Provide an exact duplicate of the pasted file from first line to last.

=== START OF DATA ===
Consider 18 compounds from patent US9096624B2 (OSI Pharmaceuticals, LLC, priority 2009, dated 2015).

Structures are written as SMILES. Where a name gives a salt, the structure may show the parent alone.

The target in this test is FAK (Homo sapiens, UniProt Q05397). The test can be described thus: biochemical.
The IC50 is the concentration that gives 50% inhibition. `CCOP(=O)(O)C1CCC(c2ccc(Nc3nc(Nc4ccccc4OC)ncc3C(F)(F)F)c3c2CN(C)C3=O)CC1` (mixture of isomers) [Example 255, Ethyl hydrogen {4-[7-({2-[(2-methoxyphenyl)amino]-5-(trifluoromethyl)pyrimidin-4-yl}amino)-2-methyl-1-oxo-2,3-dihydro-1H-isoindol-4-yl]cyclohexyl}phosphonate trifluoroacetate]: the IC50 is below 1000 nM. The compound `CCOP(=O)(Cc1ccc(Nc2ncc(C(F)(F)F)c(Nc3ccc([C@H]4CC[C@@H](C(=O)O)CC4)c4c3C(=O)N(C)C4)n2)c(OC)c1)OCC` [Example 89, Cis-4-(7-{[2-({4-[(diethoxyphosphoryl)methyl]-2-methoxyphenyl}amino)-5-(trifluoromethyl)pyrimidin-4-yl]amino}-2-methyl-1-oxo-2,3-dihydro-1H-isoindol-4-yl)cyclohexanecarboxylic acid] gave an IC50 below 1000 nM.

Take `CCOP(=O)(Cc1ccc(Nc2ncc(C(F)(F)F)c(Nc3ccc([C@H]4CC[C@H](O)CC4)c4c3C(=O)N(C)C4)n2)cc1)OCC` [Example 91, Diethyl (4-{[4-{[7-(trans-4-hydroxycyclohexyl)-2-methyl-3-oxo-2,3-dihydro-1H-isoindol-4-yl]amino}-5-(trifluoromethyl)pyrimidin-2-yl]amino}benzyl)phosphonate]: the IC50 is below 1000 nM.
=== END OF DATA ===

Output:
Consider 18 compounds from patent US9096624B2 (OSI Pharmaceuticals, LLC, priority 2009, dated 2015).

Structures are written as SMILES. Where a name gives a salt, the structure may show the parent alone.

The target in this test is FAK (Homo sapiens, UniProt Q05397). The test can be described thus: biochemical.
The IC50 is the concentration that gives 50% inhibition. `CCOP(=O)(O)C1CCC(c2ccc(Nc3nc(Nc4ccccc4OC)ncc3C(F)(F)F)c3c2CN(C)C3=O)CC1` (mixture of isomers) [Example 255, Ethyl hydrogen {4-[7-({2-[(2-methoxyphenyl)amino]-5-(trifluoromethyl)pyrimidin-4-yl}amino)-2-methyl-1-oxo-2,3-dihydro-1H-isoindol-4-yl]cyclohexyl}phosphonate trifluoroacetate]: the IC50 is below 1000 nM. The compound `CCOP(=O)(Cc1ccc(Nc2ncc(C(F)(F)F)c(Nc3ccc([C@H]4CC[C@@H](C(=O)O)CC4)c4c3C(=O)N(C)C4)n2)c(OC)c1)OCC` [Example 89, Cis-4-(7-{[2-({4-[(diethoxyphosphoryl)methyl]-2-methoxyphenyl}amino)-5-(trifluoromethyl)pyrimidin-4-yl]amino}-2-methyl-1-oxo-2,3-dihydro-1H-isoindol-4-yl)cyclohexanecarboxylic acid] gave an IC50 below 1000 nM.

Take `CCOP(=O)(Cc1ccc(Nc2ncc(C(F)(F)F)c(Nc3ccc([C@H]4CC[C@H](O)CC4)c4c3C(=O)N(C)C4)n2)cc1)OCC` [Example 91, Diethyl (4-{[4-{[7-(trans-4-hydroxycyclohexyl)-2-methyl-3-oxo-2,3-dihydro-1H-isoindol-4-yl]amino}-5-(trifluoromethyl)pyrimidin-2-yl]amino}benzyl)phosphonate]: the IC50 is below 1000 nM.